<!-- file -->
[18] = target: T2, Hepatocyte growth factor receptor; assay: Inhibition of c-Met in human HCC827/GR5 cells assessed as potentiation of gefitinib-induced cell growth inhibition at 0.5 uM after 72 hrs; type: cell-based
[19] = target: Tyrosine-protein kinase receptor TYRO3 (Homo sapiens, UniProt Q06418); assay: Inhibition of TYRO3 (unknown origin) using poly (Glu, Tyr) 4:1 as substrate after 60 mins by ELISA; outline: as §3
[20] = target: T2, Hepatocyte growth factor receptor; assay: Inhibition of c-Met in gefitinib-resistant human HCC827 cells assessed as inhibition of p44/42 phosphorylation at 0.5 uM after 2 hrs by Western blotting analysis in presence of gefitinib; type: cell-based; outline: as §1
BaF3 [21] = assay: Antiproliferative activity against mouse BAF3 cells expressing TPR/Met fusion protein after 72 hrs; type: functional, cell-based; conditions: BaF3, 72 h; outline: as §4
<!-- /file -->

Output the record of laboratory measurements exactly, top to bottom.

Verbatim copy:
[18] = target: T2, Hepatocyte growth factor receptor; assay: Inhibition of c-Met in human HCC827/GR5 cells assessed as potentiation of gefitinib-induced cell growth inhibition at 0.5 uM after 72 hrs; type: cell-based
[19] = target: Tyrosine-protein kinase receptor TYRO3 (Homo sapiens, UniProt Q06418); assay: Inhibition of TYRO3 (unknown origin) using poly (Glu, Tyr) 4:1 as substrate after 60 mins by ELISA; outline: as §3
[20] = target: T2, Hepatocyte growth factor receptor; assay: Inhibition of c-Met in gefitinib-resistant human HCC827 cells assessed as inhibition of p44/42 phosphorylation at 0.5 uM after 2 hrs by Western blotting analysis in presence of gefitinib; type: cell-based; outline: as §1
BaF3 [21] = assay: Antiproliferative activity against mouse BAF3 cells expressing TPR/Met fusion protein after 72 hrs; type: functional, cell-based; conditions: BaF3, 72 h; outline: as §4